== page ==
All patients underwent complete eye examination, including best-corrected visual acuity, slit lamp biomicroscopy, 2 intraocular pressure readings at 5-minute intervals, fundus stereophotography, and corneal pachymetry. In the participating patients, the best-corrected visual acuity was determined by the Early Treatment of Diabetic Retinopathy Study chart (The Lighthouse, Long Island City, NY). The better eye was then dilated in each patient using 2.5% phenylephrine and 1% tropicamide, and detailed fundus examination was performed. 
RNFL thickness was measured with a third-generation OCT machine (StratusOCT, software version 4.0.1; Carl Zeiss Meditec, Inc., Dublin, CA). The fast RNFL thickness protocol, consisting of 256 individual A-scans along a circular scan path, was used. Internal fixation was used in all patients except one, who required external fixation, as already discussed. The optic disc was then centered within the scan circumference. The software automatically used a scan diameter of 3.46 mm and performed 3 successive scans, with a total acquisition time of 1.92 seconds. Scans were only accepted if they had a signal intensity of 5 or more and were free of artifacts. The average of the 3 scans in each acquisition was automatically calculated by the OCT software. To increase the reliability of the test, each patient underwent testing 3 times, with the third acquisition the repeat sequence of the second one. In 14 patients, all 3 acquisitions were found to be reproducible in the number of abnormal quadrants and, hence, were used for analysis. In the remaining 11 patients, 2 of the 3 acquisitions were reproducible and were used for the purpose of analysis. 
For each eye, we studied RNFL thickness in the temporal (316°–45°), superior (46°–135°), nasal (136°–225°), and inferior (226°–315°) quadrants. We also measured 3 smaller segments within each quadrant, all automatically calculated with the use of existing OCT software. The data thus obtained were compared to the normative database already incorporated in the StratusOCT unit. The RNFL was considered abnormally thin if its value was below the 5th percentile of the age-related normal value and thicker if it was above the 95th percentile. Abnormal thinning of the RNFL in at least 1 quadrant, or abnormal thinning of the RNFL in at least 2 smaller segments, each present consistently in at least 2 acquisitions, was considered significant and therefore abnormal.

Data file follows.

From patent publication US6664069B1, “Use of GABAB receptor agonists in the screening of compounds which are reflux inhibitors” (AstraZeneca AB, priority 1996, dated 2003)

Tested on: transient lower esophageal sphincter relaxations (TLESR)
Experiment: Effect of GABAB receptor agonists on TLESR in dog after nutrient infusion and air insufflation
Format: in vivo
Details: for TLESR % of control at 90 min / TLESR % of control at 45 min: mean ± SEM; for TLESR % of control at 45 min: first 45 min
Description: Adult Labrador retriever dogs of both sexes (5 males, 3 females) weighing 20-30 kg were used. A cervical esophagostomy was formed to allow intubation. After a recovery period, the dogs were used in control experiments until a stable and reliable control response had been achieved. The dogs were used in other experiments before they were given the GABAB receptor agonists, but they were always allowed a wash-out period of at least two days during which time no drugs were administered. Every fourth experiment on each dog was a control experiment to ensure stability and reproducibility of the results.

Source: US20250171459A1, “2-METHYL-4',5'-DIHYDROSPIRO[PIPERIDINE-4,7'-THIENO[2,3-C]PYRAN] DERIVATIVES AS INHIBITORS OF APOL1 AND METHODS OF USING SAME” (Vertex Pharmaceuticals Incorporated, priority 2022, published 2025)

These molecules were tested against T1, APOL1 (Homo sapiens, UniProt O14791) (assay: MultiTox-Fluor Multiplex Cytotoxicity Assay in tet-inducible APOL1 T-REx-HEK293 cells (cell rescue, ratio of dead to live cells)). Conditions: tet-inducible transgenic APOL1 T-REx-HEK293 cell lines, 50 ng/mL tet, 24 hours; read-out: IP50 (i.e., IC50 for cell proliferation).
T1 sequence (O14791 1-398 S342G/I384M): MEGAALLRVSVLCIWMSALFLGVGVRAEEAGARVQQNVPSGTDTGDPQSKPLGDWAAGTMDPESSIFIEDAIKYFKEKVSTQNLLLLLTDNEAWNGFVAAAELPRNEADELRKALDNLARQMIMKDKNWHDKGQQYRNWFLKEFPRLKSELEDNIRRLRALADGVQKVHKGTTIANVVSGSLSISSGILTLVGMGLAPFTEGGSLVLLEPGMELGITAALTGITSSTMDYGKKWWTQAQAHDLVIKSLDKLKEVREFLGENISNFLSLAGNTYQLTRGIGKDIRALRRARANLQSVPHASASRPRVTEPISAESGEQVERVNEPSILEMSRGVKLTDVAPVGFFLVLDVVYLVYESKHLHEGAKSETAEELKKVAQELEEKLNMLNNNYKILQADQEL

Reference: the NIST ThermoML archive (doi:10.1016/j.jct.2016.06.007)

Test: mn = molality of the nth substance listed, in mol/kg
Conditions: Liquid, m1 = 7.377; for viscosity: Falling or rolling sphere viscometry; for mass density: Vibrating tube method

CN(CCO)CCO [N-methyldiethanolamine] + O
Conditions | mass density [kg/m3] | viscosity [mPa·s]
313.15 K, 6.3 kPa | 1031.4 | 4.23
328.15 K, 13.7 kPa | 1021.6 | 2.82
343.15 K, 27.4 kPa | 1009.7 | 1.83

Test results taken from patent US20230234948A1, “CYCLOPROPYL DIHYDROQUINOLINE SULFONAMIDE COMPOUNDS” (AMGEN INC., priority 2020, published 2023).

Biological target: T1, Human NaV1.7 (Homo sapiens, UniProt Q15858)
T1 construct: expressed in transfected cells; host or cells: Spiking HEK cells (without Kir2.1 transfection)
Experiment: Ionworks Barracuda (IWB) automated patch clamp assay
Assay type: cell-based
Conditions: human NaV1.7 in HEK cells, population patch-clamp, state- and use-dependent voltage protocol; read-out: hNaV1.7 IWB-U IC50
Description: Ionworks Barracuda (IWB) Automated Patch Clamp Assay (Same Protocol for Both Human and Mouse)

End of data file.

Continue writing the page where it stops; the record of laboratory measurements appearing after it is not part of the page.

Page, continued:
Goldmann perimetry (Haag-Streit AG, Koeniz, Switzerland) using target sizes V4e, III4e, and II4e was performed to measure the kinetic visual field. The area of visual field for each target size was then measured by a planimetric calculation in square inches and was converted to square millimeters. 
One of the authors (DPE), who was masked to the findings of the nerve fiber layer measurements, reviewed the stereo photographs of the optic disc of each patient for any evidence of glaucomatous damage. Factors that were considered in designating an optic disc as glaucomatous included a large cup-to-disc ratio greater than 0.7 that did not follow the ISNT rule, 24 25 presence of polar notching, increase in sloping of the cup margins, and baring of blood vessels on the disc surface. 
An unpaired t-test was used to calculate the 2-tailed P value to test for significance between 2 means. P < 0.5 was considered statistically significant. 
Results
The average age of patients in the study was 48.6 years (range, 23–73 years); 11 were women and 14 were men. Based on ethnicity, our study group was composed of 21 Caucasian persons (84%), 2 Hispanic persons (8%), 1 black person (4%), and 1 Asian person (4%).